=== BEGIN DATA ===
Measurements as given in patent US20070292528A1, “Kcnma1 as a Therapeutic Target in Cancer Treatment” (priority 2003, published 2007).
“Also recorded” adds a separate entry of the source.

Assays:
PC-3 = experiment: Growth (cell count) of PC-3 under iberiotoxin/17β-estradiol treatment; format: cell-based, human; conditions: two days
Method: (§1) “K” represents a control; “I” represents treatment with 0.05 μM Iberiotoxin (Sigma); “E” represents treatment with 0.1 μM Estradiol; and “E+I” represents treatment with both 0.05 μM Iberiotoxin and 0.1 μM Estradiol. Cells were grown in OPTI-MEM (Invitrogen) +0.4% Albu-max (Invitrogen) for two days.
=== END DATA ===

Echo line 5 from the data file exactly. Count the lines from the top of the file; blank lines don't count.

Method: (§1) “K” represents a control; “I” represents treatment with 0.05 μM Iberiotoxin (Sigma); “E” represents treatment with 0.1 μM Estradiol; and “E+I” represents treatment with both 0.05 μM Iberiotoxin and 0.1 μM Estradiol. Cells were grown in OPTI-MEM (Invitrogen) +0.4% Albu-max (Invitrogen) for two days.